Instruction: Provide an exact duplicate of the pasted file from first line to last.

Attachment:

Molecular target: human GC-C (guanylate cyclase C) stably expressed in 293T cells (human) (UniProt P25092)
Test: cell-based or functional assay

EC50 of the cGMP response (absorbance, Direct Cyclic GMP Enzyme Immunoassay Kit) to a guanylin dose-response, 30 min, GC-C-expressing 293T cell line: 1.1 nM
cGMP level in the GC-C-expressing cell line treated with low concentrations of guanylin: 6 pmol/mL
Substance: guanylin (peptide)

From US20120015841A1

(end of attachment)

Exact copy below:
Molecular target: human GC-C (guanylate cyclase C) stably expressed in 293T cells (human) (UniProt P25092)
Test: cell-based or functional assay

EC50 of the cGMP response (absorbance, Direct Cyclic GMP Enzyme Immunoassay Kit) to a guanylin dose-response, 30 min, GC-C-expressing 293T cell line: 1.1 nM
cGMP level in the GC-C-expressing cell line treated with low concentrations of guanylin: 6 pmol/mL
Substance: guanylin (peptide)

From US20120015841A1